MC: What are some of your favorite experiences performing at the Blue Moon during the crazy Rehoboth summers?
MA: I always get excited during the summer and see the room packed with boys in tank tops holding their Tito’s and soda. It’s flattering to know that they are there to see us and their energy makes us performer even harder. And since I do comedy and summer is when I try out new numbers I’ve written to see if they work. I love doing my game show Games with Magnolia. That show brings out the funniest and the best people in town. I never know what is going to happen on stage during that show. It’s my favorite show to do.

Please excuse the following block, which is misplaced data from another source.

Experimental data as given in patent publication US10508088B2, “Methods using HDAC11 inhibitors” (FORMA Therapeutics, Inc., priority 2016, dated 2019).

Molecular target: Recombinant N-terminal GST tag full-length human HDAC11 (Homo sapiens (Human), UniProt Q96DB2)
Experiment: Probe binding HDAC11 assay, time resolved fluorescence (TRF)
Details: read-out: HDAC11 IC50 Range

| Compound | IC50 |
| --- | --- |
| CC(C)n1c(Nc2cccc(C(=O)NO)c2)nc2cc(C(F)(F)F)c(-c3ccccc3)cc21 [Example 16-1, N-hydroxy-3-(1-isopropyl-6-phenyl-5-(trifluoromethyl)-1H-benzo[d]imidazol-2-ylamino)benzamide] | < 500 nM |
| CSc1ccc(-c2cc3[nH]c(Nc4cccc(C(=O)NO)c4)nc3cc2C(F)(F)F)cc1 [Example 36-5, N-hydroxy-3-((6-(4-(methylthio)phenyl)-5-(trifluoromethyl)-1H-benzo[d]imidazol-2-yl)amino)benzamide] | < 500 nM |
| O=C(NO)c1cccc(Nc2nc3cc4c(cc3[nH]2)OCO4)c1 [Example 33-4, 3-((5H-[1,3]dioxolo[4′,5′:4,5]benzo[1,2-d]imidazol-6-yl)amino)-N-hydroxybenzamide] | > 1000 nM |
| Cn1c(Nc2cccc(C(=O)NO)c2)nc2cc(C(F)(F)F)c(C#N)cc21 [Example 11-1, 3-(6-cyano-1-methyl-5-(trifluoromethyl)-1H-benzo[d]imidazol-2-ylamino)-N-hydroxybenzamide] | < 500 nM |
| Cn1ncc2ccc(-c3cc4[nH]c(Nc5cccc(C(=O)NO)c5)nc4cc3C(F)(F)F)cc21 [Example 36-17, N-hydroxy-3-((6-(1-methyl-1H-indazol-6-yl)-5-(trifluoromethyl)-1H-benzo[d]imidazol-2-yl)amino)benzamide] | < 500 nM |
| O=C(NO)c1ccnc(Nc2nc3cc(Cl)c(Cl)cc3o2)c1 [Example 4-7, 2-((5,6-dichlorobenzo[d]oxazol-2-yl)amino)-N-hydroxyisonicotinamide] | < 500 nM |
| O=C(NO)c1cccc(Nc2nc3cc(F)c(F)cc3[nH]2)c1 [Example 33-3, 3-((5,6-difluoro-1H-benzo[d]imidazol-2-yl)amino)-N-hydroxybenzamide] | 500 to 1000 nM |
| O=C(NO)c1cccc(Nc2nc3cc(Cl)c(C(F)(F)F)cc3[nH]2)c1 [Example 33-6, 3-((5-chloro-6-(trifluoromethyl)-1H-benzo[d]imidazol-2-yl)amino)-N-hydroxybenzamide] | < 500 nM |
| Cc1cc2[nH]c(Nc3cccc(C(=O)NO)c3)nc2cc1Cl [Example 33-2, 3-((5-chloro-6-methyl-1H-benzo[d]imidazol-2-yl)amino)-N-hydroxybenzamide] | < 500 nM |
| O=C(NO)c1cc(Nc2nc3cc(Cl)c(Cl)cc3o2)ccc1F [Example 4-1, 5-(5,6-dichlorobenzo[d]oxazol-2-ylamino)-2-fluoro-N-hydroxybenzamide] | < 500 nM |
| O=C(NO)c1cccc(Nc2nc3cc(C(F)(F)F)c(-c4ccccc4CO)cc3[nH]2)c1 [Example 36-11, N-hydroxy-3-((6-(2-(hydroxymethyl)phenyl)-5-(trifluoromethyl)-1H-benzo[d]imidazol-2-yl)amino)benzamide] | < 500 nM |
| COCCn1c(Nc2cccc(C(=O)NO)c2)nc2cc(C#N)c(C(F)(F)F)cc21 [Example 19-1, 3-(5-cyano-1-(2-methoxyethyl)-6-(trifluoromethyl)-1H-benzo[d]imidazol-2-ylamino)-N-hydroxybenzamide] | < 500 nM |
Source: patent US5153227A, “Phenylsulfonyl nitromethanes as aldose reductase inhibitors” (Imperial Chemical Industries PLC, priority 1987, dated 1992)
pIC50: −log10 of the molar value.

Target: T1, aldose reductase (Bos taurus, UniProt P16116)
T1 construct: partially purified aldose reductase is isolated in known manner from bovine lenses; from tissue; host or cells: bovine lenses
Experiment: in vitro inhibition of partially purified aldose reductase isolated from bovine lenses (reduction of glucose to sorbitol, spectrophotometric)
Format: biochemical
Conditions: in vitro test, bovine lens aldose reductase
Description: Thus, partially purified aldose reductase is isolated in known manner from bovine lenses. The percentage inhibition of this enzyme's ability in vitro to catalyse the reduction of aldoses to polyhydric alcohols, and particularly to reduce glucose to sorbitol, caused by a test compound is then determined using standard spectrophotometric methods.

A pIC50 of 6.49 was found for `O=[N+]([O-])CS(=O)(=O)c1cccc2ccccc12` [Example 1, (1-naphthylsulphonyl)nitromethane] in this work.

MC: Outside of DE, how much have you spread your drag and performance wings? Any thoughts about taking a crack at RuPaul’s Drag Race?
MA: I do a show four times a year at the Milton Theatre in Milton, Delaware. It’s a great ticketed show right up the road from Rehoboth Beach and I have so much fun with it. The shows normally sell out and it brings our an entirely different audience and following. As far as Drag Race goes, I get that question daily. I’ve auditioned about seven times now; nothing has happened yet. I get told all the time “Magnolia, you should be on there. I’m not sure if it’s for me, however if they call, I am most certainly going.
MC: Speaking of Drag Race; how you think the show has affected what people want to see when they come to a local show? Has it changed perception and if so, how do you steer it back?